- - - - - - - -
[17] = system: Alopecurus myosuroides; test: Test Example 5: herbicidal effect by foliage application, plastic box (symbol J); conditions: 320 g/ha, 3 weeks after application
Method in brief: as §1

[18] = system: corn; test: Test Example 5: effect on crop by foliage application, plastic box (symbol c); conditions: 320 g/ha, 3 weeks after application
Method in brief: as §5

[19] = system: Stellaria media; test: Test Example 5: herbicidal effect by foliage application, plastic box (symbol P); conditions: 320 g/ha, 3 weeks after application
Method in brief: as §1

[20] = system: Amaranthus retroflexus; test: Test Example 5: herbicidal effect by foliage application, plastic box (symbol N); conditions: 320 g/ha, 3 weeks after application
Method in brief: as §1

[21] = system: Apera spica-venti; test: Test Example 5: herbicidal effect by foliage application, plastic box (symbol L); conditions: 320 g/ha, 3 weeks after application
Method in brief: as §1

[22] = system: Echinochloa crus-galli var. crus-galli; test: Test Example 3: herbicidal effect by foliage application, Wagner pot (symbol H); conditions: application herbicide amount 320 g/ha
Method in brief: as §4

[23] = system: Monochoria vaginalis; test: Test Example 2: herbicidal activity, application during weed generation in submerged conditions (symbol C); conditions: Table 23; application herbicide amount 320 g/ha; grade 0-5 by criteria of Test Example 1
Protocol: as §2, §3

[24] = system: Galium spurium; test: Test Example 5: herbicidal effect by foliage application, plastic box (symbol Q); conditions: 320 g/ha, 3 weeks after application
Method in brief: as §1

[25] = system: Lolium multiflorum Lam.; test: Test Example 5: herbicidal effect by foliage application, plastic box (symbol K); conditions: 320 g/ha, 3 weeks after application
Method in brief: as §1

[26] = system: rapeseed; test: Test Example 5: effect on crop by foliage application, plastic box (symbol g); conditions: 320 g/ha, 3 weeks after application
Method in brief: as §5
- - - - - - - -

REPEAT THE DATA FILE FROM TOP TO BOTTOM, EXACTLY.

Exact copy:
[17] = system: Alopecurus myosuroides; test: Test Example 5: herbicidal effect by foliage application, plastic box (symbol J); conditions: 320 g/ha, 3 weeks after application
Method in brief: as §1

[18] = system: corn; test: Test Example 5: effect on crop by foliage application, plastic box (symbol c); conditions: 320 g/ha, 3 weeks after application
Method in brief: as §5

[19] = system: Stellaria media; test: Test Example 5: herbicidal effect by foliage application, plastic box (symbol P); conditions: 320 g/ha, 3 weeks after application
Method in brief: as §1

[20] = system: Amaranthus retroflexus; test: Test Example 5: herbicidal effect by foliage application, plastic box (symbol N); conditions: 320 g/ha, 3 weeks after application
Method in brief: as §1

[21] = system: Apera spica-venti; test: Test Example 5: herbicidal effect by foliage application, plastic box (symbol L); conditions: 320 g/ha, 3 weeks after application
Method in brief: as §1

[22] = system: Echinochloa crus-galli var. crus-galli; test: Test Example 3: herbicidal effect by foliage application, Wagner pot (symbol H); conditions: application herbicide amount 320 g/ha
Method in brief: as §4

[23] = system: Monochoria vaginalis; test: Test Example 2: herbicidal activity, application during weed generation in submerged conditions (symbol C); conditions: Table 23; application herbicide amount 320 g/ha; grade 0-5 by criteria of Test Example 1
Protocol: as §2, §3

[24] = system: Galium spurium; test: Test Example 5: herbicidal effect by foliage application, plastic box (symbol Q); conditions: 320 g/ha, 3 weeks after application
Method in brief: as §1

[25] = system: Lolium multiflorum Lam.; test: Test Example 5: herbicidal effect by foliage application, plastic box (symbol K); conditions: 320 g/ha, 3 weeks after application
Method in brief: as §1

[26] = system: rapeseed; test: Test Example 5: effect on crop by foliage application, plastic box (symbol g); conditions: 320 g/ha, 3 weeks after application
Method in brief: as §5